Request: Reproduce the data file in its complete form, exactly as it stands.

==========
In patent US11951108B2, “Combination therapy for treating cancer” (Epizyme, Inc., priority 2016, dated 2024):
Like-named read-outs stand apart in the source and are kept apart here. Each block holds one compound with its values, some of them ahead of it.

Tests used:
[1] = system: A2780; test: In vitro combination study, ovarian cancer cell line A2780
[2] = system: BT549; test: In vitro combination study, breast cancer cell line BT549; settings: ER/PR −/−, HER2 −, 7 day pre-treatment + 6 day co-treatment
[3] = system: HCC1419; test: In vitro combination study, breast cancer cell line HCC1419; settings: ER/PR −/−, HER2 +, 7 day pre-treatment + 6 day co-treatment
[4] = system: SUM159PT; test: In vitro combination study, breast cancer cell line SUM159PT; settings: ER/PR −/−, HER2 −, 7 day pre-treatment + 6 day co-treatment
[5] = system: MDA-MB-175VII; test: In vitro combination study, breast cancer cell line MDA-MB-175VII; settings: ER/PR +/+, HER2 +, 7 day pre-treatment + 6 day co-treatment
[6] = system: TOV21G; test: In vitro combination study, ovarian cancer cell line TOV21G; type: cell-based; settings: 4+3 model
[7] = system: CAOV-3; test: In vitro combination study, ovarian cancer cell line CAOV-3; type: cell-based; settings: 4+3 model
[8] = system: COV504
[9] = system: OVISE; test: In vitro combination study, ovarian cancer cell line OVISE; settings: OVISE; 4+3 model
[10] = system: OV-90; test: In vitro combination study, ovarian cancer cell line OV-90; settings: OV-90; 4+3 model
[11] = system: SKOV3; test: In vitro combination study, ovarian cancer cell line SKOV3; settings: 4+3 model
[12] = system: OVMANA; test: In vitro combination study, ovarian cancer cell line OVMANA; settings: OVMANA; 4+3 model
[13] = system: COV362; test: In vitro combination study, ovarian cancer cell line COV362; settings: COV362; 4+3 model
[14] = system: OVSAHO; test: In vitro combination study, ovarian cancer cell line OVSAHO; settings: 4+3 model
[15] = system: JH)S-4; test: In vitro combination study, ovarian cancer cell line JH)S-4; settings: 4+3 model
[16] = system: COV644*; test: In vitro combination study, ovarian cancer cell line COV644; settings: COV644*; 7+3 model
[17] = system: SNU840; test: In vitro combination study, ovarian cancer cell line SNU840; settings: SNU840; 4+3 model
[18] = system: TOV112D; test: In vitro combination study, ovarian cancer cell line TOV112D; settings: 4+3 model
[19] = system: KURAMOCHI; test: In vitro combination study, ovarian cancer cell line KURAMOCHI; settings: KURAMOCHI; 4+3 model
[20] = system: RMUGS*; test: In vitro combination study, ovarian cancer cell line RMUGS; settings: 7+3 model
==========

In patent US11951108B2, “Combination therapy for treating cancer” (Epizyme, Inc., priority 2016, dated 2024):
Like-named read-outs stand apart in the source and are kept apart here. Each block holds one compound with its values, some of them ahead of it.

Tests used:
[1] = system: A2780; test: In vitro combination study, ovarian cancer cell line A2780
[2] = system: BT549; test: In vitro combination study, breast cancer cell line BT549; settings: ER/PR −/−, HER2 −, 7 day pre-treatment + 6 day co-treatment
[3] = system: HCC1419; test: In vitro combination study, breast cancer cell line HCC1419; settings: ER/PR −/−, HER2 +, 7 day pre-treatment + 6 day co-treatment
[4] = system: SUM159PT; test: In vitro combination study, breast cancer cell line SUM159PT; settings: ER/PR −/−, HER2 −, 7 day pre-treatment + 6 day co-treatment
[5] = system: MDA-MB-175VII; test: In vitro combination study, breast cancer cell line MDA-MB-175VII; settings: ER/PR +/+, HER2 +, 7 day pre-treatment + 6 day co-treatment
[6] = system: TOV21G; test: In vitro combination study, ovarian cancer cell line TOV21G; type: cell-based; settings: 4+3 model
[7] = system: CAOV-3; test: In vitro combination study, ovarian cancer cell line CAOV-3; type: cell-based; settings: 4+3 model
[8] = system: COV504
[9] = system: OVISE; test: In vitro combination study, ovarian cancer cell line OVISE; settings: OVISE; 4+3 model
[10] = system: OV-90; test: In vitro combination study, ovarian cancer cell line OV-90; settings: OV-90; 4+3 model
[11] = system: SKOV3; test: In vitro combination study, ovarian cancer cell line SKOV3; settings: 4+3 model
[12] = system: OVMANA; test: In vitro combination study, ovarian cancer cell line OVMANA; settings: OVMANA; 4+3 model
[13] = system: COV362; test: In vitro combination study, ovarian cancer cell line COV362; settings: COV362; 4+3 model
[14] = system: OVSAHO; test: In vitro combination study, ovarian cancer cell line OVSAHO; settings: 4+3 model
[15] = system: JH)S-4; test: In vitro combination study, ovarian cancer cell line JH)S-4; settings: 4+3 model
[16] = system: COV644*; test: In vitro combination study, ovarian cancer cell line COV644; settings: COV644*; 7+3 model
[17] = system: SNU840; test: In vitro combination study, ovarian cancer cell line SNU840; settings: SNU840; 4+3 model
[18] = system: TOV112D; test: In vitro combination study, ovarian cancer cell line TOV112D; settings: 4+3 model
[19] = system: KURAMOCHI; test: In vitro combination study, ovarian cancer cell line KURAMOCHI; settings: KURAMOCHI; 4+3 model
[20] = system: RMUGS*; test: In vitro combination study, ovarian cancer cell line RMUGS; settings: 7+3 model